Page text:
Shaw Direct COVID-19 FAQs
OverviewDuring the COVID-19 crisis, we all need to do our part to help each other stay safe and healthy. With the following initiatives, we’re trying to do our part in keeping you connected and informed.
How do I manage my account online?
You can manage your services or pay your bills through My Shaw Direct. All you need is a Shaw ID. You can use your Shaw ID to access other services, like Shaw Direct Video on Demand and the BlueCurve TV app. Learn more about creating a Shaw ID here.
How can I pay my bill?
You can pay your bill online via your bank or on My Shaw Direct. You can also mail a cheque or money order directly to us. Learn more about all self-serve payment options here.
How do I temporarily pause my Shaw Direct services?
For a minimum of 14 days and up to 180 days, you can temporarily suspend your Shaw services and reconnect it at no extra cost. Learn more about seasonal breaks here.
How can I reconnect my Shaw Direct services?
To reconnect your services, just let us know. Due to the high call volume, the best way to reach us right now is through our online chat.
How do I return equipment?
Please mail your equipment to us. Check this page for more details.
Can I change, renew or upgrade my Shaw Direct services?
Yes, you can contact an agent via chat or phone to make changes to your plan, including adding channels and theme packs. See how you can upgrade your plan here.
We’re working with our partners to ensure communities across Canada get the help they need.
Can I get financial help with my bill?
We can work with you to find a flexible payment arrangement that considers your financial and connectivity needs during this crisis. Chat with us for more details.
What extra channels are free?
You can access more free channel previews to help keep you and your family informed and entertained, including: Treehouse HD,BBC Earth, CBC News Network HD and National Geographic HD. View a list of all available free channels here.
What educational support is available for my kids?
While schools are closed, we’ve partnered with EverFi to make it easier to help you continue your children’s education at home. Learn more about remote learning here.
Howelse is Shaw helping communities impacted by COVID-19?
Through our #ShawHelps initiative, we’re trying to help where we can. From helping support low-income families to donating $1 million to Community Food Centres Canada, we’re just doing our part during this crisis. Learn more about #ShawHelps here.
Watch out for increased cybercrime during the COVID-19 pandemic.
What are phishing emails?
Phishing emails are often used to steal people’s data, including login credentials and credit card information. Attackers usually pretend to be a trusted source and will try and get you to click on malicious links.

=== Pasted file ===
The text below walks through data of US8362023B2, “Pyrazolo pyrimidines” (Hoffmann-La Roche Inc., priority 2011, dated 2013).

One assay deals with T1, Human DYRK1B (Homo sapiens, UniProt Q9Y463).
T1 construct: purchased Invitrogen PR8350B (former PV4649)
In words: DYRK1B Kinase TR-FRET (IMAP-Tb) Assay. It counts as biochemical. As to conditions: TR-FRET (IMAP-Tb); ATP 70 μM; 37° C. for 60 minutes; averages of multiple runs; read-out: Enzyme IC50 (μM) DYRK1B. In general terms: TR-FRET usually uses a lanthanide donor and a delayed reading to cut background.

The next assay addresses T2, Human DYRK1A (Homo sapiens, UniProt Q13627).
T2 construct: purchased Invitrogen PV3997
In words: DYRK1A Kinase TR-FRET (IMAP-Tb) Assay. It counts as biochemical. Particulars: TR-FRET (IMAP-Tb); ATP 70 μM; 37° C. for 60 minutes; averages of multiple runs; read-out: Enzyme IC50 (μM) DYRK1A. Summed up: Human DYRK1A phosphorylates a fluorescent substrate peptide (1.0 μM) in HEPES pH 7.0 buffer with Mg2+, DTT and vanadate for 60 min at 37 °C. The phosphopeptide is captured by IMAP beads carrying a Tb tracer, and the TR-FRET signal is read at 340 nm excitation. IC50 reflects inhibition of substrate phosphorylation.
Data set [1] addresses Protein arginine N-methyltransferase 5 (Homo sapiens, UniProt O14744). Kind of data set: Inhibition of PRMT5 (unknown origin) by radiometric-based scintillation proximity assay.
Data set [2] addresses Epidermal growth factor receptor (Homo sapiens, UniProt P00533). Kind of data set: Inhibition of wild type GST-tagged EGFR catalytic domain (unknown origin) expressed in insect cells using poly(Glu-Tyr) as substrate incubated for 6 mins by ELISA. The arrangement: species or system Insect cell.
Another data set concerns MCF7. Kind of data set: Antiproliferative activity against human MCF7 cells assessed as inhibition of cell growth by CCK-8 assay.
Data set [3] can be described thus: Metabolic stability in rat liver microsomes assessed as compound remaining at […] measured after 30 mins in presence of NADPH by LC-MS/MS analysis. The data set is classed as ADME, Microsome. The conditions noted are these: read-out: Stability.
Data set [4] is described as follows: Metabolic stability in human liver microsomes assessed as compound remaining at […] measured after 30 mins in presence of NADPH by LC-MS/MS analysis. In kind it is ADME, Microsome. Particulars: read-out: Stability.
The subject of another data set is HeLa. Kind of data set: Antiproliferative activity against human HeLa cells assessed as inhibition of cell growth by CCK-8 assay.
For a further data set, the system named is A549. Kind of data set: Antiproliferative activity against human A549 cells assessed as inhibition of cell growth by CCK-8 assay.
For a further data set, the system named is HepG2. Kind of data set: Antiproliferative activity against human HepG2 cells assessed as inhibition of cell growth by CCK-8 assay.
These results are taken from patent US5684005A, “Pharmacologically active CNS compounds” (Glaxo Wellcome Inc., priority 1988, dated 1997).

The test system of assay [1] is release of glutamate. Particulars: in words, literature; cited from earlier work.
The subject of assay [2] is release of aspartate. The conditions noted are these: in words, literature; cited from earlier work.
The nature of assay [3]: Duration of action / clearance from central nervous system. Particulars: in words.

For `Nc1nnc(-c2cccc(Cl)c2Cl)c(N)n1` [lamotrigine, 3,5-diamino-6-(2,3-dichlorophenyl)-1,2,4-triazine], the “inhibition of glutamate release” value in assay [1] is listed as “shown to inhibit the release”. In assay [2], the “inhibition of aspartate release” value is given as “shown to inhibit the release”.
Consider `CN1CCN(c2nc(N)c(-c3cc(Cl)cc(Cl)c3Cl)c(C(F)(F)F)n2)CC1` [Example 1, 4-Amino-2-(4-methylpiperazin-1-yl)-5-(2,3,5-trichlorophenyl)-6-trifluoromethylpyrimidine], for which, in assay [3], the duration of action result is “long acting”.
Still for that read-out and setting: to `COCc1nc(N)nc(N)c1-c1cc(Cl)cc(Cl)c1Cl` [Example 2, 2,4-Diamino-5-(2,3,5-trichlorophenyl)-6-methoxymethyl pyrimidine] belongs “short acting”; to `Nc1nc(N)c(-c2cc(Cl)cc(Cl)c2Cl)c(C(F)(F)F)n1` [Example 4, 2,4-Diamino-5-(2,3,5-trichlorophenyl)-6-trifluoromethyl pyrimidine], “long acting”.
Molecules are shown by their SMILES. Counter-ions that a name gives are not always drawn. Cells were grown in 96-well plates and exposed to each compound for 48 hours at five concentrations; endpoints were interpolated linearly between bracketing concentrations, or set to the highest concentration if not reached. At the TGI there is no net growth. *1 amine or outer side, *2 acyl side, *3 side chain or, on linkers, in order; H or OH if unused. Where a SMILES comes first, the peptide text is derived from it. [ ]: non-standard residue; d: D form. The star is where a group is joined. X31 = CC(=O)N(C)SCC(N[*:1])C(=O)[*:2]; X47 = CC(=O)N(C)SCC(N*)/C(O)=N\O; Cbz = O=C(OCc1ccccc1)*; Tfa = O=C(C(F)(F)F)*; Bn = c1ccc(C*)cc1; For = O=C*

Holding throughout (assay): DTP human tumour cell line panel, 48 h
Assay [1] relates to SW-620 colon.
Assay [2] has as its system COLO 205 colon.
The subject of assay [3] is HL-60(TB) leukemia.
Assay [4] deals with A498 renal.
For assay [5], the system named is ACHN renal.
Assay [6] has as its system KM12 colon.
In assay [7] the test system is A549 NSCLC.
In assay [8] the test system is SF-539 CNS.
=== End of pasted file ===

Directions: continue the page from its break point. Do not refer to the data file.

What are common phishing emails to look out for?
Cybercriminals are using fear of the pandemic to trick people into opening phishing emails that may compromise your computer. These emails may install malicious software or attempt to capture any sensitive data on your computer. The following are just a few examples of phishing emails you may encounter:
- “Click to donate for a COVID-19 cure”
- COVID-19 tax refund deposit.
- Communications from CDC, WHO and other health agencies.
- Government and EI support payments.
How do I protect myself against malicious emails?
The following tips can help you identify if an email is malicious and not from a trusted source:
- Ensure the address or attachment is relevant to the content of the email.
- Check to see if the email address has a valid user and domain name.
- Make sure you know the sender of an email.
- Look out for misspellings and poor grammar.
- Be extra cautious if the email tone is urgent.
- If you were not expecting an attachment, verify with the sender.
- Determine if a link in an email is legitimate by hovering over it before you click to ensure the URL corresponds with the content of the email.
What scams should I be aware of outside of malicious emails?
Along with malicious emails, cybercriminals may use other methods to get sensitive information from you such as vishing and smishing. Vishing is a phishing scam via voice or voicemail, while smishing is using text/SMS messages to phish people. Some common examples during this crisis include:
- “You tested positive for coronavirus”
- “We have locked your debit card for safety”
- “People infected in your neighbourhood”
- “Air filters to protect you from COVID-19”
How do I protect myself against vishing and smishing messages?
Never reveal personal information over the phone. Banks will always ask pre-determined authentication questions prior to asking you for personal information, and they will never request this information via text.
How do I protect myself against malicious websites?
Since the rise of COVID-19, people have flocked to the Internet to find the latest news. Unfortunately, many websites have been created by scammers to spread misinformation. To protect yourself, ensure URLs are spelled correctly. You should also directly type the URL into a search bar instead of clicking on a provided link, as well as hover over a link to check if it will take you to the expected website.
Some common examples of malicious websites include:
- COVID-19 map by Johns Hopkins University.
- Online fast tests and cures.
- Canadian Red Cross offering face masks and gloves for a donation.